Last but certainly not least, formulate an accurate idea of your Audio budget. Understandably you’ll most likely keep this hidden from potential Audio Contractors during the bidding process for negotiating reasons, but it’s essential that you have an amount allotted for every section of Audio in your game. Furthermore, determine the amount of time you’d need the Audio completed in and how much space it can take up (essential for mobile games).

**I realize it may be useful to see some numbers on how much recording dialogue costs, a finished minute of music, etc. However, there are tons of variables to consider and these numbers can vary greatly from not only contractor to contractor, but region to region. Instead, perhaps in the future I’ll create an article detailing of all the elements involved in bringing a single sound effect, line of dialogue, or minute of music to life. That way you’ll be in a position of understanding how complicated (or simple) you’d prefer the process to be and thus control how much it would cost.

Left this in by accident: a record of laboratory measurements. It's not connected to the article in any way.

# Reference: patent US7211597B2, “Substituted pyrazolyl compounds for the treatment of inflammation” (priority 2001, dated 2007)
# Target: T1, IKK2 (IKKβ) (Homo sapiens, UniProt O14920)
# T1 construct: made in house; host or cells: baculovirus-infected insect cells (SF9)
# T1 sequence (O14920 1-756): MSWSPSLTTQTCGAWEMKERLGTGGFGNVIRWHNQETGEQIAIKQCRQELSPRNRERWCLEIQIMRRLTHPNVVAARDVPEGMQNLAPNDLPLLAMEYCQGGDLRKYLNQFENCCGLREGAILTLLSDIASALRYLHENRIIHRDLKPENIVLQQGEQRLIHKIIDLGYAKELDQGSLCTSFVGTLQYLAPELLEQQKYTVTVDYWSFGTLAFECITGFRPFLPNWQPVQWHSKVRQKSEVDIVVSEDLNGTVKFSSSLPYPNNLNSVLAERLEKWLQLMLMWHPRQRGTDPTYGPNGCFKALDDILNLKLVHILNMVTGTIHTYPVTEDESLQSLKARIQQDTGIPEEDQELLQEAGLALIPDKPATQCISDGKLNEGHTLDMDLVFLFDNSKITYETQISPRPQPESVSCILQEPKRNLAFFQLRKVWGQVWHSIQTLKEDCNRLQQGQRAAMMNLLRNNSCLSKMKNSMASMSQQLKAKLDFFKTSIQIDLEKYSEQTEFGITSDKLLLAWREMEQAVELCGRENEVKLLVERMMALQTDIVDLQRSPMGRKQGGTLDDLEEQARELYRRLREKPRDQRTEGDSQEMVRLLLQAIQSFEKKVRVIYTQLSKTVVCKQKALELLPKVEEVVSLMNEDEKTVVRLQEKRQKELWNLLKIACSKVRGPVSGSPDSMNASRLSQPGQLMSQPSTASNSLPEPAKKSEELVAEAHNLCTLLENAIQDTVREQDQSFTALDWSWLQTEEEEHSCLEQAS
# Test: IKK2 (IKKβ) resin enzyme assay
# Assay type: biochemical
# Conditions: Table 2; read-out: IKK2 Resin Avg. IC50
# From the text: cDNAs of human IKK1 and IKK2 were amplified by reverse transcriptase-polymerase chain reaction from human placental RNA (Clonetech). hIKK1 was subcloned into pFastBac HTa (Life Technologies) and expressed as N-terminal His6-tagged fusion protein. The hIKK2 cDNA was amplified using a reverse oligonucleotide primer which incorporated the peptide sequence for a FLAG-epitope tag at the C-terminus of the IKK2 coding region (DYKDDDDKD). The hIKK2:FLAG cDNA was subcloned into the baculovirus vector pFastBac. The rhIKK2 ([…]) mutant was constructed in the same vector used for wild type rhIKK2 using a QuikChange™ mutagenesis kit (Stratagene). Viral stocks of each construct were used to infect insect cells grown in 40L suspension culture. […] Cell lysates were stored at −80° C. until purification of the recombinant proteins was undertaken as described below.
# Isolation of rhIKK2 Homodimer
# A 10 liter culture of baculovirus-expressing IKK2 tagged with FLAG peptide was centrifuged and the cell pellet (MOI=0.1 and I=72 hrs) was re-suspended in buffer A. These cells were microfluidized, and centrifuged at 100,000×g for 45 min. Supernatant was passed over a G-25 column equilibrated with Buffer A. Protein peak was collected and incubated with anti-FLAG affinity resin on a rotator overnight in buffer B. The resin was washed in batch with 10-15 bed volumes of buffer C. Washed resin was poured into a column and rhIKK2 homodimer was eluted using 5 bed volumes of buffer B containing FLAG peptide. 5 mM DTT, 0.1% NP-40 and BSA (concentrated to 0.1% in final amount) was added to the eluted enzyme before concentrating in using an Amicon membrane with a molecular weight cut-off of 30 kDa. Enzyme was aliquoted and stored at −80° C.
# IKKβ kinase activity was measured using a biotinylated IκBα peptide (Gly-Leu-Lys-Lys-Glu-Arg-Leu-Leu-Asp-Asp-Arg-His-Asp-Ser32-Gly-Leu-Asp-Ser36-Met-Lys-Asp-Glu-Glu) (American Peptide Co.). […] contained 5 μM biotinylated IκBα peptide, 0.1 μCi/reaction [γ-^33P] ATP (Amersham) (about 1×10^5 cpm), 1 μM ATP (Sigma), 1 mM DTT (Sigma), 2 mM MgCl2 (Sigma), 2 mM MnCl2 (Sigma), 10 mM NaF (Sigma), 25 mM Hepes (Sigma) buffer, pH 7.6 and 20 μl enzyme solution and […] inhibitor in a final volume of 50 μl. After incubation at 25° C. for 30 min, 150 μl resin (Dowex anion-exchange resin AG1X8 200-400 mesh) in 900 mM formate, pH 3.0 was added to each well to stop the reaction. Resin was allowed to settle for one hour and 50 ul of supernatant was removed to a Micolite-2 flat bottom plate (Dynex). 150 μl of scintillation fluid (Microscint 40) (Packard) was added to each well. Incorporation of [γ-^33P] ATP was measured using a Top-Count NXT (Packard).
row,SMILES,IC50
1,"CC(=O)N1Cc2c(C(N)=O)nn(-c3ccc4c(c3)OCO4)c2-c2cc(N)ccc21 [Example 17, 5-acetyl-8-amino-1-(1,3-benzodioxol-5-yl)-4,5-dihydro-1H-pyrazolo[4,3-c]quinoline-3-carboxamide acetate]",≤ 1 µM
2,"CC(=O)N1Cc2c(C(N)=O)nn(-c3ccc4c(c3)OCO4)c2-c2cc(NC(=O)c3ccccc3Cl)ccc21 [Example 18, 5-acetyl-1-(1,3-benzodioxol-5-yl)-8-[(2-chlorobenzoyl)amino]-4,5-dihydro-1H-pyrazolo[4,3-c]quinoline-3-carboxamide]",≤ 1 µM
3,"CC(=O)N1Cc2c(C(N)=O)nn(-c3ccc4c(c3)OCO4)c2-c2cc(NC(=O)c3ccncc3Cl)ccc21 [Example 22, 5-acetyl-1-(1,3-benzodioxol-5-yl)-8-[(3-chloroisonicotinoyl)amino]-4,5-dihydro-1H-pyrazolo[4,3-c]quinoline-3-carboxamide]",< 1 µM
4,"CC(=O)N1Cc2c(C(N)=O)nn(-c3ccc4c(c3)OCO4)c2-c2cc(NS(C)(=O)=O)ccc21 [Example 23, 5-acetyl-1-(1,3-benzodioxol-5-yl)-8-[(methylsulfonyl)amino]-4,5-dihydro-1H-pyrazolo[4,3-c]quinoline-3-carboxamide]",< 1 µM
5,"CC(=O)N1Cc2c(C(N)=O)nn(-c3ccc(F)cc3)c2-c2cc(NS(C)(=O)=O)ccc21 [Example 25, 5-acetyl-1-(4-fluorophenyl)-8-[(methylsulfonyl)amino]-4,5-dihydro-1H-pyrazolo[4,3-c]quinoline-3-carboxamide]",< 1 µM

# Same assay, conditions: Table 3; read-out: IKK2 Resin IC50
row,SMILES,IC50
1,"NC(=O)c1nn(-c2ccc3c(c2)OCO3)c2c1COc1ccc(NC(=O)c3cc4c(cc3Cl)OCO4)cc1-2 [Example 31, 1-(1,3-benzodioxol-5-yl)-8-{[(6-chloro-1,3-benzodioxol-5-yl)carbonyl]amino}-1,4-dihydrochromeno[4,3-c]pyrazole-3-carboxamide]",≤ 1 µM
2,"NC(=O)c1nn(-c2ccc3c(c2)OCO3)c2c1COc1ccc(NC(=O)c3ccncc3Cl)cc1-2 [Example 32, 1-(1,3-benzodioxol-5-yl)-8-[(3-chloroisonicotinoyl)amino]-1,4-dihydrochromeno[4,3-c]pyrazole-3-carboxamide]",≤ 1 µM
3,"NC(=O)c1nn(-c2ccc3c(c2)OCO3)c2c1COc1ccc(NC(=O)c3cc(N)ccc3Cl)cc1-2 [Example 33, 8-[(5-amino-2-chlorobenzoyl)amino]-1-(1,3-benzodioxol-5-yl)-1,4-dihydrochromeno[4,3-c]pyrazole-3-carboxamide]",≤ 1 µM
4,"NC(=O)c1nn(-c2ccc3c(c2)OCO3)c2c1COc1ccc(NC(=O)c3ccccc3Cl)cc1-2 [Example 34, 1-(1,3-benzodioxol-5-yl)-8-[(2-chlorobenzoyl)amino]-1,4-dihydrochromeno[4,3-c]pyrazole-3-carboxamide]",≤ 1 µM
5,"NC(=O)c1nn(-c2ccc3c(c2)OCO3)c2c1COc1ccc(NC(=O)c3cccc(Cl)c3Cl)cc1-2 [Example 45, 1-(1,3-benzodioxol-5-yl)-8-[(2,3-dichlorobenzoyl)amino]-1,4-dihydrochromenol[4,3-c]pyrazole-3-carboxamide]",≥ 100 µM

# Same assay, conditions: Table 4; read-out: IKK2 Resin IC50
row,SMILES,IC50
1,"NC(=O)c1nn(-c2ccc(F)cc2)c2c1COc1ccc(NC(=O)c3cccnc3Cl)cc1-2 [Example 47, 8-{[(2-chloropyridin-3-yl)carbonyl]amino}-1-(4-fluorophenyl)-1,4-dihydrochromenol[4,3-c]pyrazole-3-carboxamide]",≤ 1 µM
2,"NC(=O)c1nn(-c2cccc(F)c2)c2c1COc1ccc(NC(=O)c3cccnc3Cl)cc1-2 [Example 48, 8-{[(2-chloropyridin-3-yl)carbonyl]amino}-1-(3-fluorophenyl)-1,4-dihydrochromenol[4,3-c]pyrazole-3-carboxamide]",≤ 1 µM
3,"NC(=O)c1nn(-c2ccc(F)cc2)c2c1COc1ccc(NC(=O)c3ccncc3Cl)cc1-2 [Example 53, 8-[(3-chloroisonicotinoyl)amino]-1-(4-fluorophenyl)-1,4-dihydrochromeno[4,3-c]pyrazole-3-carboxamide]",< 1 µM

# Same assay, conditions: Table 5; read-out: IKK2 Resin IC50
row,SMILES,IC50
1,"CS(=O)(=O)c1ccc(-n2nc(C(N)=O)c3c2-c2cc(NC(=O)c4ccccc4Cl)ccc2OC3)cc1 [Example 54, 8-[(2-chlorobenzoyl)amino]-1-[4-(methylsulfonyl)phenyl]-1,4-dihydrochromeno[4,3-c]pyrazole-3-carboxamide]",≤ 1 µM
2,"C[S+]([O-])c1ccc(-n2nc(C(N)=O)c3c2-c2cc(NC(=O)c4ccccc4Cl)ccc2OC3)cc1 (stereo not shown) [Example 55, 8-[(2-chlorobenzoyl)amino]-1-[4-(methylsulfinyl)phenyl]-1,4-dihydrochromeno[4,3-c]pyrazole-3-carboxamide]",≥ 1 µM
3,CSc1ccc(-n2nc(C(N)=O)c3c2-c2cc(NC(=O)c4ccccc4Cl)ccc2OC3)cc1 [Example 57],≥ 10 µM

II. How to Find a Professional Audio Contractor

Now that you have a solid idea of what your game world will sound like, a shiny new Audio Asset List, an accurate idea of your Audio budget, and perhaps even a playable build of your game, it’s time to find your Audio Contractor!

So your buddy happens to play drums in this one punk rock band and you think to yourself “Wow, he’d be perfect to score my Game!” Well (assuming this drummer is also a competent Composer and familiar with recording) if your game requires one-shot drum heavy Punk-Rock… you could be right! If however your game requires dark Irish influenced orchestral music that’s very interactive, I’d recommend finding a professional. Where though?